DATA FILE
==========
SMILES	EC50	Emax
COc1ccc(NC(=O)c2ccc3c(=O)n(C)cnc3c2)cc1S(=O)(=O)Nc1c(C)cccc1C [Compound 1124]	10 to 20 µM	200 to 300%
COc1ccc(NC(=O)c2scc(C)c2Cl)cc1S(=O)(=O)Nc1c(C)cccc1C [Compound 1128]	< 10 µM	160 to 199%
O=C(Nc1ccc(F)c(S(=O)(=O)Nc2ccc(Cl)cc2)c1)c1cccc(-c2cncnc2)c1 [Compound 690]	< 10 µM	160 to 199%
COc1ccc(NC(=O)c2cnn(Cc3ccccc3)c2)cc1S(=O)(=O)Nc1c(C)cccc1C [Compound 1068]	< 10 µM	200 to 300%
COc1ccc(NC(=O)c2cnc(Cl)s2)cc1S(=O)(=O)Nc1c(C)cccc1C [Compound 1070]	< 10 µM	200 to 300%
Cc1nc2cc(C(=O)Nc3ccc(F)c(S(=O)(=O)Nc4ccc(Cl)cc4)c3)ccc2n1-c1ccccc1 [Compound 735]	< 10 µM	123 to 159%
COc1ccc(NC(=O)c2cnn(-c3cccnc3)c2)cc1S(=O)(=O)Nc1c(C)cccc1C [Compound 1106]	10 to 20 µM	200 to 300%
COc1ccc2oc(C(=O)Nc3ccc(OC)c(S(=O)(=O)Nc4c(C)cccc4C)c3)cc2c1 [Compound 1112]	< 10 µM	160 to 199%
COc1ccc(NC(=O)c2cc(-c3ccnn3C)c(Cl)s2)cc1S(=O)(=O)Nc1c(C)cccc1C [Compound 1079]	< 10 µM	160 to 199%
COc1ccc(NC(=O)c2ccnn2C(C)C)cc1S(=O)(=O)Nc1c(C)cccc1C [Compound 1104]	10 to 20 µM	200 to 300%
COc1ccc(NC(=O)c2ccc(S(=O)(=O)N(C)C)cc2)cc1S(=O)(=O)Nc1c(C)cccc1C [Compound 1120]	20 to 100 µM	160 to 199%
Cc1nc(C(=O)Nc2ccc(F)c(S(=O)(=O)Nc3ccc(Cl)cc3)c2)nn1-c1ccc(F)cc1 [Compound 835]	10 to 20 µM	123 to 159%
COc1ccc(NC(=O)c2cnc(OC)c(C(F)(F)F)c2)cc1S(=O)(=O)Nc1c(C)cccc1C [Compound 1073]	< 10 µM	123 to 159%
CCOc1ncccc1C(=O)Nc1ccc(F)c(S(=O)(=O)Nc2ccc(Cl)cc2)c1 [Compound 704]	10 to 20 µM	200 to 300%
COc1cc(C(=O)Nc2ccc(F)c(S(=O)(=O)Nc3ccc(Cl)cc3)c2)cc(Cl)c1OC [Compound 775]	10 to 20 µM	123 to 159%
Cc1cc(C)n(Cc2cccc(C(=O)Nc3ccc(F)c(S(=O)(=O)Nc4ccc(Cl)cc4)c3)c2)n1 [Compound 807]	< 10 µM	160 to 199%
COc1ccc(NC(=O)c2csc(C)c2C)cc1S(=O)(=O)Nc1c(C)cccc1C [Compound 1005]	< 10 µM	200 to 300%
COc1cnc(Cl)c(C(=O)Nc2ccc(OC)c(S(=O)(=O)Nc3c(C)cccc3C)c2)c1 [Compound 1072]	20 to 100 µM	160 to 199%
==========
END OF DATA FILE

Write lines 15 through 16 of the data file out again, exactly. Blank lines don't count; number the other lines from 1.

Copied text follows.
CCOc1ncccc1C(=O)Nc1ccc(F)c(S(=O)(=O)Nc2ccc(Cl)cc2)c1 [Compound 704]	10 to 20 µM	200 to 300%
COc1cc(C(=O)Nc2ccc(F)c(S(=O)(=O)Nc3ccc(Cl)cc3)c2)cc(Cl)c1OC [Compound 775]	10 to 20 µM	123 to 159%